On Sunday, the New York Times reported that hundreds of thousands of individuals who signed onto health care plans through exchanges established by the Affordable Care Act (ACA) are being contacted to clarify issues regarding eligibility requirements included in the application. Because of these data discrepancies, many beneficiaries, whose income, immigration status, or citizenship status don’t match up with government records, are receiving incorrect federal subsidies that will possibly have to be repaid when 2014 tax returns are filed next year. 

These application complications, which are still being ironed out by the Congressional Budget Office and Serco (the federal ObamaCare contractor), are partly driven by one of the many perverse incentives that exist under ACA.

Because federal subsidies operate on a sliding scale – meaning those who earn more annually receive less government assistance than those who earn less – people now have a motivation to report a lower income on their application than they may actually earn. President Obama’s administration neglected to establish a sound verification system to validate income details and ensure the correct payment of subsidies, which ultimately resulted in over one million Americans who qualified for subsidies having income discrepancies. Without a means to confirm qualifications, tax credits could have been doled out to anyone – including an average, middle class individual capable of purchasing health insurance independently without the assistance of the government.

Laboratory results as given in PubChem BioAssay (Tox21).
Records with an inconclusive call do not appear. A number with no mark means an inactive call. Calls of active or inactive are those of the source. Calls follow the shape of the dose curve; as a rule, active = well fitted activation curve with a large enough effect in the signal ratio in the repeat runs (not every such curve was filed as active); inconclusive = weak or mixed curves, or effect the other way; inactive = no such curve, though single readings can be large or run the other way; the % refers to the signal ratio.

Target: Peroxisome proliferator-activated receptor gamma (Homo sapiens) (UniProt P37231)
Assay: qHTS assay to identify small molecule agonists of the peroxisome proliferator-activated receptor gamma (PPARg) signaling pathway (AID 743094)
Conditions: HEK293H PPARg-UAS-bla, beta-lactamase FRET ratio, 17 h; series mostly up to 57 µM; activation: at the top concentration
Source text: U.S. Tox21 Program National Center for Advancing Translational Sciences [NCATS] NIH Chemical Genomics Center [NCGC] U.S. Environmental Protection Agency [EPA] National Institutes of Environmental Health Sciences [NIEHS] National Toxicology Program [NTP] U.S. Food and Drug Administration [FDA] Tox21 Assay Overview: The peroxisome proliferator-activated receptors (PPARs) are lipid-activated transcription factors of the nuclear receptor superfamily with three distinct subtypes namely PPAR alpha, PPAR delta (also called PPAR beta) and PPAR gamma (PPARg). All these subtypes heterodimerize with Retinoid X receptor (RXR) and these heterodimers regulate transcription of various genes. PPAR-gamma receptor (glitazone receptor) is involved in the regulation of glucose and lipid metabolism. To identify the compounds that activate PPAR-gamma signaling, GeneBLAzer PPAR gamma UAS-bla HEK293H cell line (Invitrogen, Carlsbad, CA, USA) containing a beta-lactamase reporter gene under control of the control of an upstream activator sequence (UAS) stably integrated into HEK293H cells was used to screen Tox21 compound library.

Additionally, sliding scale subsidies, along with other mandates implemented under ACA, have created counterproductive incentives that extend beyond the scope of applications. According to the research of the Wall Street Journal’s David Gamage in 2012, a family of four deciding whether to maintain a part-time job paying $32,000 a year or accept a raise of $12,000 a year to work full-time would be motivated to turn down the raise as they run the risk of losing over $10,000 a year in federal subsidies. Furthermore, employers could save over $3,000 a year avoiding ObamaCare’s mandate penalties by switching low-income employees to part-time positions instead of providing them with company health insurance.

These perverse incentives are creating unnecessary administrative headaches for the federal government and adding to the growing stigma surrounding exchanges that has only been exacerbated by higher premium rates (further explored by TPPF here). If left unattended, these complications could result in taxpayers unnecessarily paying more and more money to a government operating under a faulty and financially draining health care system. As aptly put by Republican Representative Fred Upton from Michigan, “ObamaCare is a seriously flawed law that makes health care coverage less affordable, costs taxpayers more than advertised, and fails to deliver on most of its other grand promises.”